iTunes stomps Napster in sales | iLounge News


iTunes stomps Napster in sales

“Music fans purchased and downloaded 1.5 million songs from Apple’s iTunes Music Store during the same period that Napster reported selling 300,000 songs during its first week of operation. More than 17 million songs have been purchased and downloaded from the iTunes Music Store since it launched in April 2003. According to Nielsen SoundScan, the iTunes Music Store had more than 80 percent market share of legally purchased downloads last week.”

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Well iTunes has been out much longer. You should only compare iTunes Release Week with Napster’s Release Week…

Posted by Squibbles in Irvine, CA on November 6, 2003 at 3:31 PM (CST)


that is what is being said, in the iTunes release week, 1.5 million were sold, in the release week of Napster, only 300,000 were sold

Posted by rsacer in Irvine, CA on November 6, 2003 at 3:35 PM (CST)


Well, thats not a fair comparison, many people have iPods and they want to buy songs. Napster doesn’t have a hugely successful player to back its sales.

I’d really like to see the sales a year down the track, then it would be a fair number.

Posted by Adam in Irvine, CA on November 6, 2003 at 3:51 PM (CST)


Squibbles—iTunes sold MORE in its launch week, IIRC.


600,000/wk is the average for Mac Users only.

1,500,000 - 600,000 = 900,000 songs from Windows users… approx.

So, Windows users are buying 1.5 times as many songs as Mac users.  Not bad for a new launch in a crowded market, but given the fact that the Windows market share is roughly 30 times larger than Mac’s, there’s still a lot of room for growth.

Posted by azdude_15gb in Irvine, CA on November 6, 2003 at 3:54 PM (CST)


I think it’s a fair comparison… You’re right—Napster doesnt support (yet) a hugely popular player… You don’t think they should be faulted for that?

...unless you’re just trying to measure the success of the store INDEPENDENTLY.  I tend to think that it’s the whole solution that counts… which is why Apple is winning.

Posted by azdude_15gb in Irvine, CA on November 6, 2003 at 3:56 PM (CST)


sad being as how napster has such a bigger collection

Posted by zeve in Irvine, CA on November 6, 2003 at 4:04 PM (CST)


> Napster doesnt support (yet) a hugely popular player

You’re thinking like an Apple Guy. Think different!

With the recent bump in iPod sales, iPod accounts for 18% of portable music players. I don’t know if that’s by revenue, or by unit numbers. But I got the figure from an Apple fanboy site so I expect imprecision. For the iPod’s sake, hope that it’s unit sales.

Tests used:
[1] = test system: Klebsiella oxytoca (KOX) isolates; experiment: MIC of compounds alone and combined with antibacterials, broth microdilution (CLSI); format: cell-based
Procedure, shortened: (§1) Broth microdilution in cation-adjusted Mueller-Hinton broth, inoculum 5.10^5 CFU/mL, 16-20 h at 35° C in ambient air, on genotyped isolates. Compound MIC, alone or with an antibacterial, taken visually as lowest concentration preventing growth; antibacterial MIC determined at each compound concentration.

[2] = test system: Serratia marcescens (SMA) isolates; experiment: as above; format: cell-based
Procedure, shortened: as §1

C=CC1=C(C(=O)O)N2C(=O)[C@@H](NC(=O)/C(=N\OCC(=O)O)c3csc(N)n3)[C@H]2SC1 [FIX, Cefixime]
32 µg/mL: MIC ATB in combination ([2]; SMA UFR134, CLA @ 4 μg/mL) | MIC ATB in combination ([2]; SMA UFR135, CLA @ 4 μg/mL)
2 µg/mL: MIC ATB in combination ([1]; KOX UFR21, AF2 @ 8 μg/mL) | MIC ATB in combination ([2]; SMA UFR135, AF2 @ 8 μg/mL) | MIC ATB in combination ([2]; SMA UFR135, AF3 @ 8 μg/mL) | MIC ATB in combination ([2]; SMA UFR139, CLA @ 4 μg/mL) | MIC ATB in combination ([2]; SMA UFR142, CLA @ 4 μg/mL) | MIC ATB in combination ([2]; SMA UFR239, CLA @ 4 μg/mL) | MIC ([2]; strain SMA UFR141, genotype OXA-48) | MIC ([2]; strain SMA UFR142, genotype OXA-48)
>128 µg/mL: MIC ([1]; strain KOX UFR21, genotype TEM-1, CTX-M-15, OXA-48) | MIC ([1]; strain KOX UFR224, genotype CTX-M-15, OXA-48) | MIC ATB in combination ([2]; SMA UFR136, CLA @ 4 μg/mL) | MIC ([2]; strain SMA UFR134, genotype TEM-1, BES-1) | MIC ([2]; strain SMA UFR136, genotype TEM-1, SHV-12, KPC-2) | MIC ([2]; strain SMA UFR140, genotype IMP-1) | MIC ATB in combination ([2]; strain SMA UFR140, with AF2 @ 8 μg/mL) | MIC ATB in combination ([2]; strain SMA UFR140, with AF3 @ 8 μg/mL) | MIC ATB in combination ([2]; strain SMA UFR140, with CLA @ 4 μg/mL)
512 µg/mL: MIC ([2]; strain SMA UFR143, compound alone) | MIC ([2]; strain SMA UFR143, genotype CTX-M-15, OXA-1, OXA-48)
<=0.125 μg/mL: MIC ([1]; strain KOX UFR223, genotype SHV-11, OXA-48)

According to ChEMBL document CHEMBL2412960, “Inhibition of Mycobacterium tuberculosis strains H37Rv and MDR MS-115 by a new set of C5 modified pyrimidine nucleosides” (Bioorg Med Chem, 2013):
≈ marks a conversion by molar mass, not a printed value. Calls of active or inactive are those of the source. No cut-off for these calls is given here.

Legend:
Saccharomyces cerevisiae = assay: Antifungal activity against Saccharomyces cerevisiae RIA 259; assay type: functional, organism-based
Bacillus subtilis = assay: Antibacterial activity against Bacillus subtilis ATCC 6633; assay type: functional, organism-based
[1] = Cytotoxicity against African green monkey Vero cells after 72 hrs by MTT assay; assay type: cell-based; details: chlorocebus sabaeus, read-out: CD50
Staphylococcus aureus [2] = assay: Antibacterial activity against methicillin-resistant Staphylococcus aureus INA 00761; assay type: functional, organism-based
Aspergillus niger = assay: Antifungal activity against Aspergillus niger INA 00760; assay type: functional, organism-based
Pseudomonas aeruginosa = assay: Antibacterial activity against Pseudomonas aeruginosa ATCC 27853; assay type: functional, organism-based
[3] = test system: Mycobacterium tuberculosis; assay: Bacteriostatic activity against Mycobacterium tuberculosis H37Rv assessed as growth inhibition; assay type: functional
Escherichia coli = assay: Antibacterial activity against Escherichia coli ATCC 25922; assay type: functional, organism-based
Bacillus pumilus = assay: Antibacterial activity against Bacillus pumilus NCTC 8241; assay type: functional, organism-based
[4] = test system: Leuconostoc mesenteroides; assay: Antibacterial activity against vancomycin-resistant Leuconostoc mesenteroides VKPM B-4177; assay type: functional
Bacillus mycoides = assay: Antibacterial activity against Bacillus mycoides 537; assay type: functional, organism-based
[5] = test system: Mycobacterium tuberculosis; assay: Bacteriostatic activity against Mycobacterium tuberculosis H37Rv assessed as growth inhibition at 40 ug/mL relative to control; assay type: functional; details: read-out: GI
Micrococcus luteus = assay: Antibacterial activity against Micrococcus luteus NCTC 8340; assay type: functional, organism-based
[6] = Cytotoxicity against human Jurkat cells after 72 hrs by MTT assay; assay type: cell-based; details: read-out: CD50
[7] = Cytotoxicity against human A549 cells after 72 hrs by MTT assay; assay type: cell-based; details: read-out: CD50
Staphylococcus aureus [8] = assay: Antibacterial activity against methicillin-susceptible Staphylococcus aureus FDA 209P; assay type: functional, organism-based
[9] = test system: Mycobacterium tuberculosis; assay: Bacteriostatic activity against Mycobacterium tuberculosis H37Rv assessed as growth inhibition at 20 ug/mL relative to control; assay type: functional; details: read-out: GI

Previously, the iPod was 12% of unit volume. Split the difference at 15% and that means non-ipod players account for 85% of the market. This is a best case estimate and discounts the years of portable music sales before the iPoid.

Except for odd abberations like older RIOs Archos players, most modern portable music players support WMA.

So by my reckoning, that means that Napster 2.0 supports 85% of the market, while iPod supports 15% of the market.

Or to put it another way, Napster already has over five times the potential market support of the iPod.

I think the main reason that iPod users buy music (instead of obtaining it through p2p) are because (i) there are few good p2p music apps for the Mac, and (b), iPod users tend to be older and more well-heeled, exactly the democgraphic that shuns p2p downloading the most.

There’s a reason why all those lame boomer albums are at the top of the Billboard Charts—their fans don’t know what Kazaa is. If they want it on a portable, they buy it from iTunes. Meanwhile, their kids are downloading their music from Kazaa et al like crazy. But not buying.

Posted by RealityCheck in Irvine, CA on November 6, 2003 at 5:49 PM (CST)


>Well, thats not a fair comparison, many people >have iPods and they want to buy songs. Napster >doesn’t have a hugely successful player to back its >sales.
>I’d really like to see the sales a year down the >track, then it would be a fair number.

What a load of bullsh!t.  If you’d stopped for half a second and thought about it, depending on who you ask (either a mac or pc person) the claims are that Apple has a 3 to 6% share of the entire computer market.  Most of the rest, easily 80%, is windows.  So a comparison between Napster and ITMS is very fair.  In fact, I’d even say Napster has a HUGE advantage.  And it still got tromped.  Why?  Because Windows sucks more than Monica Lewinski and Napster is a wanna-be has-been.